What Is The Meaning Of “Don’t Jinx It”

What Is The Meaning Of

What Is The Meaning Of “Don’t Jinx It”

When the topic of superstitions comes up, people often mention not jinxing it. This expression has been around for decades, but few people know where it originated or what it means.

The term jinx can be used as both a noun and a verb. As a noun, jinx refers to something or someone that brings bad luck to other people, objects, or situations. However, when used as a verb, jinx means to cause lousy luck through your actions by saying things like you hope your team will win because you don’t want to jinx it.

Let’s talk about ‘jinx.’

When people say ‘jinx,’ they are referring to a magical belief that if you talk about something positively, it will not happen. 

This does not mean that if you say something negative about an event or outcome, it will happen – people often feel that saying, please don’t let [thing I do not want] happen!

Or asking for [thing I want] to happen makes them more likely to come true. This is incorrect.

Saying positive things about something terrible happening or good things happening can make them less likely.

It’s called counter-jinxing, and it’s based on an old superstition that is similar to Murphy’s Law. Whatever you think about it tends to happen.

So by thinking positively about something wrong or good things happening (for example), your brain might be tricked into thinking it won’t occur and therefore doesn’t need to take action for those events not to occur.

So if someone says Don’t jinx it! They’re just trying to protect themselves from any potential disappointment. And while we’re on the subject.

Jinxed means unlucky or cursed. If you’ve been jinxed, something terrible has happened to you due to some magic spell being cast on you.

In other words, if everything goes wrong after hearing someone say Don’t jinx it! Then perhaps there was some magic involved, Or maybe there was some truth behind what they said;

Either way, avoid saying anything positive when talking about something terrible happening because no matter how hard you try to convince yourself otherwise, there’s always a chance that what happens next will be influenced by what comes out of your mouth. 

The origins of ‘jinx.’

According to superstition, a curse can befall a person if they utter words like good luck or break a leg.

Most people are familiar with these phrases and their translations; according to superstition, uttering an unlucky phrase will bring about its opposite.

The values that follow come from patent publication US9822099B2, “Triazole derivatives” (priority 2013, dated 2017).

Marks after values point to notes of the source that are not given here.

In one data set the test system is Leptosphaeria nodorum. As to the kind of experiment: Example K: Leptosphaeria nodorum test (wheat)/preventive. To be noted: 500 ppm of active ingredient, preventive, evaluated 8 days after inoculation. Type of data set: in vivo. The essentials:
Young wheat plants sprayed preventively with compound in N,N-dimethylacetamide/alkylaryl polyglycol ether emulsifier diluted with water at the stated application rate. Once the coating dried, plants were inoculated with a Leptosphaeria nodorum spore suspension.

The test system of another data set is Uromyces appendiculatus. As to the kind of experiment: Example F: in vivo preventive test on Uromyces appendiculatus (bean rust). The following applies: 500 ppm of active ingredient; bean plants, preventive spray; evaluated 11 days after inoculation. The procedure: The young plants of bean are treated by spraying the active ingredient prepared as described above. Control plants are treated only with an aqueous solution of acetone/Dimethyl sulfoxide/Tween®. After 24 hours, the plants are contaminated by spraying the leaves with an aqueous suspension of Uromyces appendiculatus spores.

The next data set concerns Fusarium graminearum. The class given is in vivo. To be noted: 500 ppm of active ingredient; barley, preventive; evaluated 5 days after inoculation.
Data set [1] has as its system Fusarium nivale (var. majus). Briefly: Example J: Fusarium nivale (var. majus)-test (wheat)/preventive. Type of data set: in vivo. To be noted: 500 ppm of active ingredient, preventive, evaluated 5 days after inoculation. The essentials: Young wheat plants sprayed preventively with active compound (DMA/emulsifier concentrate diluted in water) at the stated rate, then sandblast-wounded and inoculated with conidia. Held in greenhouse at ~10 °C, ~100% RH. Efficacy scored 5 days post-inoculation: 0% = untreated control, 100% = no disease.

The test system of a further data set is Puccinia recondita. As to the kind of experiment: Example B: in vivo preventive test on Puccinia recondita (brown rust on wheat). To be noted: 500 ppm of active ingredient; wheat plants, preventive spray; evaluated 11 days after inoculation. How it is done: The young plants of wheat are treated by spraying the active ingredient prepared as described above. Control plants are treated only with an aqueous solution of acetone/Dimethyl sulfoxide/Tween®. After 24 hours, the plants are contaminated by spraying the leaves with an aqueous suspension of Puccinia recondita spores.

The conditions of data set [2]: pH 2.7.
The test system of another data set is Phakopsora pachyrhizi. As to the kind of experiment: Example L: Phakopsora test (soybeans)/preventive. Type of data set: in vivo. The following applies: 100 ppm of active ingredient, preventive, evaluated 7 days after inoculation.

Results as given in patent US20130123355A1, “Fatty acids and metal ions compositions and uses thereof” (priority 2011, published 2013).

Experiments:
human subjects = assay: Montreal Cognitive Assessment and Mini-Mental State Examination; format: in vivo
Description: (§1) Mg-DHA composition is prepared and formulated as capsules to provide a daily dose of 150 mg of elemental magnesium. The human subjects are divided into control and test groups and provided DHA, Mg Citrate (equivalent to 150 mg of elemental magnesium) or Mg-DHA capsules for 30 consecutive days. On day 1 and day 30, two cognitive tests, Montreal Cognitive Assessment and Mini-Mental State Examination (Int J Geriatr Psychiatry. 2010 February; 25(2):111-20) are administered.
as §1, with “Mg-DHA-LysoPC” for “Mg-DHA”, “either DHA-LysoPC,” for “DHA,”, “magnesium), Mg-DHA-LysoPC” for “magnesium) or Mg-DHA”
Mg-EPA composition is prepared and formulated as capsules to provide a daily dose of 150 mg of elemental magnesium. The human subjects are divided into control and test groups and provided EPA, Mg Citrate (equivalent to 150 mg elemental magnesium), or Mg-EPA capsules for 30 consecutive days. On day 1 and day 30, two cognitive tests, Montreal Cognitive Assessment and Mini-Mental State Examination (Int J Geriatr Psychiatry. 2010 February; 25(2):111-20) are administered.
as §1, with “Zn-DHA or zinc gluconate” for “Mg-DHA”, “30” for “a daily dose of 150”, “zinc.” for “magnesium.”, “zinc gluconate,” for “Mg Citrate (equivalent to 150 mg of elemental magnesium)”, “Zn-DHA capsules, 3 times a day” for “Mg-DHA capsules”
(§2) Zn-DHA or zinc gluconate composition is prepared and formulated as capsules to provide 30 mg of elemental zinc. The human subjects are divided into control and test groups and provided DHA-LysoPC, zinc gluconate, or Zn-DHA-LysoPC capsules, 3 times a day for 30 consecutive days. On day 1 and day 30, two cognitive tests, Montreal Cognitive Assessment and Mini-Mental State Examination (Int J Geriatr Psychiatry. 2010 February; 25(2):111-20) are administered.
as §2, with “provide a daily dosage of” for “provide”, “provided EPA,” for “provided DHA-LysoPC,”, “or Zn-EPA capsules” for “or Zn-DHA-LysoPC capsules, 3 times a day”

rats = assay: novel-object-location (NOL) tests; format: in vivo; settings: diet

In other words, saying something like I hope you don’t get hurt today, will make you more susceptible to getting injured. However, according to superstition.

there are several different kinds of jinxes:

  • A person can be jinxed.
  • An action can be a jinx.
  • One could even suffer from a plague of jinxes.
  • So, don’t say it if you don’t want bad things to happen! 

To prevent bad luck and ensure good fortune instead, avoid saying specific phrases that are thought to bring negative energy into your life.

If you want to be on good terms with fate, steer clear of any ill-fated words and phrases; for example: don’t say: good luck! 

Instead, say: I hope everything goes well for you today! You may think it’s silly to do so, but these adages have some truth. You never know what might happen if you accidentally slip up and let one of them slip out!

How people have used it

Most often, people use jinx to mean bad luck. However, people also use it to mean that doing something might make good things happen in a way that’s not deserved or planned.

For example, if you’re a girl who just got an email from her dream guy and then said out loud I don’t want to jinx it, you’re saying two things: firstly, you’re worried about bad luck, and secondly, you feel like your success is so unlikely that talking about it might make good things go away.

So, when someone says Don’t jinx it, they’re telling you that they think their success is undeserved (or at least uncertain), and they don’t want to risk losing it by celebrating too early.

This can be especially true for athletes – think about how often a player will say he doesn’t want to talk about his performance after scoring a goal because he doesn’t want to jinx himself!

It’s essentially superstition masquerading as common sense; we worry our good fortune will change if we acknowledge it.  

Why you shouldn’t say ‘jinx.’

Saying you’ll do your best not to say anything that might cause a good thing is like saying you want a positive outcome but don’t want to put in any effort.

Saying things like, I promise I won’t jinx it! It can bring bad luck to something that’s already going well.

The worst part: When something terrible happens, people try to excuse themselves by saying they didn’t mean it to happen and that they were only joking around.

Our advice Don’t be superstitious and don’t joke about how much you want things to go well, and most importantly, work hard for what you want! If you get lucky along the way, great.

But don’t rely on luck alone to get there. If you have worked hard and still failed, then at least know that failure was a step along your path to success. 


From personal experience, a jinx refers to a negative influence. No one knows where and when the jinx originated, but most agree that it has something to do with sailors. Some people think that the jinx comes from jingoism, the belief that sailors always return home safely (from their voyages). 

Since few sailors returned home alive during early times, those who did were considered to have been blessed by good luck (and thus were called jinxes). Another theory suggests that jinx may have come about as a variation of the French word gigue, which means being under someone’s protection or care.